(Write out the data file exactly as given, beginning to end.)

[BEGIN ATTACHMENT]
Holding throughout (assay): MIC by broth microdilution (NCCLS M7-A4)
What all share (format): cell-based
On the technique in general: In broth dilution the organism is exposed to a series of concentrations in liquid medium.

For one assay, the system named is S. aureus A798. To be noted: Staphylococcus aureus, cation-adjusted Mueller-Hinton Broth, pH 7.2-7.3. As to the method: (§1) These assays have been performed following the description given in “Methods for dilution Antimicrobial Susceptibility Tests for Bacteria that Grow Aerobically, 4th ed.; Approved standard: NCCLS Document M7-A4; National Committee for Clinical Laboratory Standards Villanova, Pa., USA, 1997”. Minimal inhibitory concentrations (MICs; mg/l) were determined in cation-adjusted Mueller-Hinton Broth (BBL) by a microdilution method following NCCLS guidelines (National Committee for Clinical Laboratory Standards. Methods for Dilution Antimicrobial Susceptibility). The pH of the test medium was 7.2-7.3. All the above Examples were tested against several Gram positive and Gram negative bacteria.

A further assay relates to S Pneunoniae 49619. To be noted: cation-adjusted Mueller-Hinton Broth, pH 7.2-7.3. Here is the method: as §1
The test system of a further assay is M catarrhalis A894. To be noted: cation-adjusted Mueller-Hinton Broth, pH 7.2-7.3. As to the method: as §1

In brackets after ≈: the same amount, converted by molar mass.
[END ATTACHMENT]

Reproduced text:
Holding throughout (assay): MIC by broth microdilution (NCCLS M7-A4)
What all share (format): cell-based
On the technique in general: In broth dilution the organism is exposed to a series of concentrations in liquid medium.

For one assay, the system named is S. aureus A798. To be noted: Staphylococcus aureus, cation-adjusted Mueller-Hinton Broth, pH 7.2-7.3. As to the method: (§1) These assays have been performed following the description given in “Methods for dilution Antimicrobial Susceptibility Tests for Bacteria that Grow Aerobically, 4th ed.; Approved standard: NCCLS Document M7-A4; National Committee for Clinical Laboratory Standards Villanova, Pa., USA, 1997”. Minimal inhibitory concentrations (MICs; mg/l) were determined in cation-adjusted Mueller-Hinton Broth (BBL) by a microdilution method following NCCLS guidelines (National Committee for Clinical Laboratory Standards. Methods for Dilution Antimicrobial Susceptibility). The pH of the test medium was 7.2-7.3. All the above Examples were tested against several Gram positive and Gram negative bacteria.

A further assay relates to S Pneunoniae 49619. To be noted: cation-adjusted Mueller-Hinton Broth, pH 7.2-7.3. Here is the method: as §1
The test system of a further assay is M catarrhalis A894. To be noted: cation-adjusted Mueller-Hinton Broth, pH 7.2-7.3. As to the method: as §1

In brackets after ≈: the same amount, converted by molar mass.